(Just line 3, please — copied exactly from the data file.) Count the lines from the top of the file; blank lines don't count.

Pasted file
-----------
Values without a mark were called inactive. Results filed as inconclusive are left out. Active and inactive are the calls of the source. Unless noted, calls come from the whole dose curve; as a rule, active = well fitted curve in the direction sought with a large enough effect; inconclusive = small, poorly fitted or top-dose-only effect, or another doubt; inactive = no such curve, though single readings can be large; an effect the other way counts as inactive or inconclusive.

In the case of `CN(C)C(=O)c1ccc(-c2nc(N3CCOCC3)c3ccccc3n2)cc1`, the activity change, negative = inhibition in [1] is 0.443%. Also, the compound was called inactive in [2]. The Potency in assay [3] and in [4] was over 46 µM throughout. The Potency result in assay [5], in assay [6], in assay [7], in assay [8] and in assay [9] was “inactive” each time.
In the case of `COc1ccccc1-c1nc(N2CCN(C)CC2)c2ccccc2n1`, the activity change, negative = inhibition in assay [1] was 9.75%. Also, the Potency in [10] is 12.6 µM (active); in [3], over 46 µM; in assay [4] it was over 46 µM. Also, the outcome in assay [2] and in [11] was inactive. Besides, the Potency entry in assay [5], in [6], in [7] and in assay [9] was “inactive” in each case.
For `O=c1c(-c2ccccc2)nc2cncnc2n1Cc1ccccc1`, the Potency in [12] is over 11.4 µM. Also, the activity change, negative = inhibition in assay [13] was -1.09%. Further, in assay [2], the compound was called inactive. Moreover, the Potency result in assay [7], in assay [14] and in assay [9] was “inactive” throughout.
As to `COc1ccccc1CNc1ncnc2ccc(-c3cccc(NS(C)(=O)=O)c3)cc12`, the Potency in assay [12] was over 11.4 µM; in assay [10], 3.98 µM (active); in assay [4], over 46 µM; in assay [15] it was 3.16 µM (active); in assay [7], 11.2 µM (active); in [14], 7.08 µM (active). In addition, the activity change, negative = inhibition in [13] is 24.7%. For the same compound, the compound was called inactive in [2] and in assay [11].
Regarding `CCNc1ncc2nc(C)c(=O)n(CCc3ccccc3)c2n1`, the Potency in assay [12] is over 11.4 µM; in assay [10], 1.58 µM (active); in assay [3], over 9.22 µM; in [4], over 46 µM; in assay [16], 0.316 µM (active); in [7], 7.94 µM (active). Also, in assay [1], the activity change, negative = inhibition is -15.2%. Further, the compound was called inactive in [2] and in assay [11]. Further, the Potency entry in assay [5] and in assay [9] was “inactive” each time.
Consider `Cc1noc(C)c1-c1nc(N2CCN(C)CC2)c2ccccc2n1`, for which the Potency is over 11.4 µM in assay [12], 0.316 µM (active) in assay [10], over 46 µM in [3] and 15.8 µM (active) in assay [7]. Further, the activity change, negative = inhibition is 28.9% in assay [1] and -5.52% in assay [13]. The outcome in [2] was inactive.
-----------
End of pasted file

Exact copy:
In the case of `COc1ccccc1-c1nc(N2CCN(C)CC2)c2ccccc2n1`, the activity change, negative = inhibition in assay [1] was 9.75%. Also, the Potency in [10] is 12.6 µM (active); in [3], over 46 µM; in assay [4] it was over 46 µM. Also, the outcome in assay [2] and in [11] was inactive. Besides, the Potency entry in assay [5], in [6], in [7] and in assay [9] was “inactive” in each case.